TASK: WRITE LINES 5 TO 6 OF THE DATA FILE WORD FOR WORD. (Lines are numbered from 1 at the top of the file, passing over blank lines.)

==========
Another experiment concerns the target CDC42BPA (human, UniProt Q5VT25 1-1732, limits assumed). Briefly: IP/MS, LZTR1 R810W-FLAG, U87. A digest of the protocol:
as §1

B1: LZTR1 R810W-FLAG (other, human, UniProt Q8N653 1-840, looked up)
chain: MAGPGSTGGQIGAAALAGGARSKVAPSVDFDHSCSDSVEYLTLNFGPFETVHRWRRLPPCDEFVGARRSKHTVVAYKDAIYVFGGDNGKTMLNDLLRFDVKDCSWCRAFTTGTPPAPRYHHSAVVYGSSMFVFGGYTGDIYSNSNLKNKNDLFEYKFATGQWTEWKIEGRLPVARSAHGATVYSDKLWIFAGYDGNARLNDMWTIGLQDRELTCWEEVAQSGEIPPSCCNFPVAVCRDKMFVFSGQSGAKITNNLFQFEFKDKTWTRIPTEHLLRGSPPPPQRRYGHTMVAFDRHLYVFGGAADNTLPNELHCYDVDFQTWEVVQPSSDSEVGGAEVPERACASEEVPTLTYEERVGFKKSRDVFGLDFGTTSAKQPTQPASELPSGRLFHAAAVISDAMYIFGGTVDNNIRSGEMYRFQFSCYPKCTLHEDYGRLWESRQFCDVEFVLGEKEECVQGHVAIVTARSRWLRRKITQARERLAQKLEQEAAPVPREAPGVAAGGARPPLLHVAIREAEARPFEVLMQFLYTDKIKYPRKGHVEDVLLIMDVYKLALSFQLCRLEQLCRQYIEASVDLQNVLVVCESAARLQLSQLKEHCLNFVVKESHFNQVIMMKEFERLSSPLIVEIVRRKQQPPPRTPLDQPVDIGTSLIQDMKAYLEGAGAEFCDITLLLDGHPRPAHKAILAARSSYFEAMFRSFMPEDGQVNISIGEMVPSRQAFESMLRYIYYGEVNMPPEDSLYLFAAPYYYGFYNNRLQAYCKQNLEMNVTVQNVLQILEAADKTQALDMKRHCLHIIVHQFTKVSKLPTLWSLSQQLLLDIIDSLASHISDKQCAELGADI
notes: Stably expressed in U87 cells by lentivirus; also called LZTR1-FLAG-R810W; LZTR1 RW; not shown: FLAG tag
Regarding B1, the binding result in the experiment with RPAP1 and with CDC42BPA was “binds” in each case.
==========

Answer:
notes: Stably expressed in U87 cells by lentivirus; also called LZTR1-FLAG-R810W; LZTR1 RW; not shown: FLAG tag
Regarding B1, the binding result in the experiment with RPAP1 and with CDC42BPA was “binds” in each case.